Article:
Sea stones with holes in them have long been regarded as magical talismans, carried for protection, or safe passage. There’s a grain of truth in…
Beach weather is here, and the Los Angeles County Lifeguards have some safety tips for swimmers and surfers.
Rip currents are a major safety issue along much of the local coast. Rip currents form when water from breaking waves forms a channel-like current when it is forced back out to sea. The force of the water can form lateral currents, called feeders, that feed into the rip current. Rip currents can be large or small, but even a small one can carry an unwary swimmer straight out to sea. The most important thing to do if caught in a rip current is not to panic. The best way to escape is to swim parallel to the shore until out of the current.
The water in a rip area is often a different color because the turbulence stirs up sediments, but that can be hard to see when you are in the water. It’s a good idea to look first, and swim near a lifeguard.
Rip currents aren’t the only hazard. Large surf can rearrange the ocean bottom, creating deep holes or exposing underwater rocks in an area that might have been sandy just the day before. Use care when entering the water. Lifeguards are glad to provide guidance on ocean conditions.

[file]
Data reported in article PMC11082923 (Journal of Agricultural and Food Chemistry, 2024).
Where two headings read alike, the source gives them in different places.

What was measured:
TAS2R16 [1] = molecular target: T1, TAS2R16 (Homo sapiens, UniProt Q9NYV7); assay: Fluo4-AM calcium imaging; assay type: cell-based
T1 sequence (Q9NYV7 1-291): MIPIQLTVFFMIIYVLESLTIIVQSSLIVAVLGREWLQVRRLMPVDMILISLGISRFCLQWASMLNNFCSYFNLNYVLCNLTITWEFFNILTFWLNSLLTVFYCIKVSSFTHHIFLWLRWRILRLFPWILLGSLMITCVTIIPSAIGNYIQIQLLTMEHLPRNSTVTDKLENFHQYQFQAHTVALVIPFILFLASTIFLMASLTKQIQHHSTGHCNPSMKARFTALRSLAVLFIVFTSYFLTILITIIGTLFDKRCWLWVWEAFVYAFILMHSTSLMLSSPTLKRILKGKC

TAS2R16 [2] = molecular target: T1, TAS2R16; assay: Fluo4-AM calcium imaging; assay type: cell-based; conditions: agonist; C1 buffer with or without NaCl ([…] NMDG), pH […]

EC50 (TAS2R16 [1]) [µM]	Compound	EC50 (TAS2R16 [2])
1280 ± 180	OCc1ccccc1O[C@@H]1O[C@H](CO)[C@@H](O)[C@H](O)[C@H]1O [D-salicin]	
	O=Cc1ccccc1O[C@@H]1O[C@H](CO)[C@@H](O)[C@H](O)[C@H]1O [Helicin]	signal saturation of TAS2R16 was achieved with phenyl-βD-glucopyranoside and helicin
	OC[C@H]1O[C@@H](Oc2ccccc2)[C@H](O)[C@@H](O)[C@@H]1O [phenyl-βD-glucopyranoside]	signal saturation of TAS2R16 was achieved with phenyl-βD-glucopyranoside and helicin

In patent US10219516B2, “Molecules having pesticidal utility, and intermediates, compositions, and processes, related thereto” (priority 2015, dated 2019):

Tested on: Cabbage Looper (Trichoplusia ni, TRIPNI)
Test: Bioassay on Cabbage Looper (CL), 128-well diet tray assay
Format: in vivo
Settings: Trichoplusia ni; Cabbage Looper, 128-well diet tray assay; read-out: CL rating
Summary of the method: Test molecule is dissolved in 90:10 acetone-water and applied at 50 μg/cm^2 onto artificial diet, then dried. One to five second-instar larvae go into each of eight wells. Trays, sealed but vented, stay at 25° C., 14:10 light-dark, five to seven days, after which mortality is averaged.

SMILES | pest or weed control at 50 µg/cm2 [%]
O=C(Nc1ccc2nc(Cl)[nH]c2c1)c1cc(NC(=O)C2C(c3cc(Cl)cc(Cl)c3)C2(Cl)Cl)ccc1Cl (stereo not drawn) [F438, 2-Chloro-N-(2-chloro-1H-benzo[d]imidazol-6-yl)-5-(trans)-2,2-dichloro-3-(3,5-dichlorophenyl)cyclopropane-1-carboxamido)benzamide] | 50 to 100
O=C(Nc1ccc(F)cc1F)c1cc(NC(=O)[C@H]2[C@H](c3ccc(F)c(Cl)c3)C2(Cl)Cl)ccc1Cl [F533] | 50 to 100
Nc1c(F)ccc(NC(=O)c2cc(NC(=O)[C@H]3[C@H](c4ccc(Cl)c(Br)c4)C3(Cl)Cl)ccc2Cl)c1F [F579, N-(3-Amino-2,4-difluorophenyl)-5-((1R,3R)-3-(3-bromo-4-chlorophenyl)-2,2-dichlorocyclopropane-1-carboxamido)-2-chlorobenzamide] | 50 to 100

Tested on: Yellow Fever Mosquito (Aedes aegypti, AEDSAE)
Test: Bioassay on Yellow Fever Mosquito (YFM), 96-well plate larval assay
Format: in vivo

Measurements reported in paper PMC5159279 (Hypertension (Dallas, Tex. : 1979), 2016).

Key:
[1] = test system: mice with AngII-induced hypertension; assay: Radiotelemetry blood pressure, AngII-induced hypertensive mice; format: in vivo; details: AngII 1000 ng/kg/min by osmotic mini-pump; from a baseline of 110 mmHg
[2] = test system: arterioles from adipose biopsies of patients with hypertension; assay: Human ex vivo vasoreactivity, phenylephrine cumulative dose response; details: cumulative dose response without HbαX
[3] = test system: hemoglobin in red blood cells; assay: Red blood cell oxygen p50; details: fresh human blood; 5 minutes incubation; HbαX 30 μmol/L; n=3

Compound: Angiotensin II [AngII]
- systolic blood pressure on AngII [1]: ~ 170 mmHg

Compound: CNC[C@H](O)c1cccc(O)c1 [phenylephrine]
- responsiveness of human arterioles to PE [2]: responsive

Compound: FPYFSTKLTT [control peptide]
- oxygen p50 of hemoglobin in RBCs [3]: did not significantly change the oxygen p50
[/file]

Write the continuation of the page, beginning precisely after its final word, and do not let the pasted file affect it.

Orange flags mark designated swimming and body-boarding areas on beaches with lifeguards. The flags are placed in the safest area to swim away from rip currents and inshore holes. Depending on the season and activity, you may see the two flags crossed. This serves as a designated point of reference to keep swimmers and surfers separate.
Orange cones designate emergency parking for lifeguard vehicles. Every open lifeguard tower and main lifeguard station has a coned-off area set up in case of emergency. It is OK to walk through this space, but not to sit there.
When beach conditions are crowded, lifeguard towers may fly the black ball flag. This looks ominous, but just means no surfboards are permitted in the vicinity of the tower. Fiberglass and foam surfboards, body boards and inflatable canvas surf mats are the only acceptable flotation devices on Los Angeles County beaches. Other inflatable flotation devices are not allowed in the water. Leave that life-sized inflatable dragon in the pool at home!
Disabled beachgoers don’t have to miss out on the fun. Beach wheelchairs and beach access mats are located throughout the 72 miles of Los Angeles County coastline, including at Topanga State Beach and Surfrider.
Visit the Los Angeles County Lifeguard website to learn more: https://fire.lacounty.gov/lifeguard-faqs/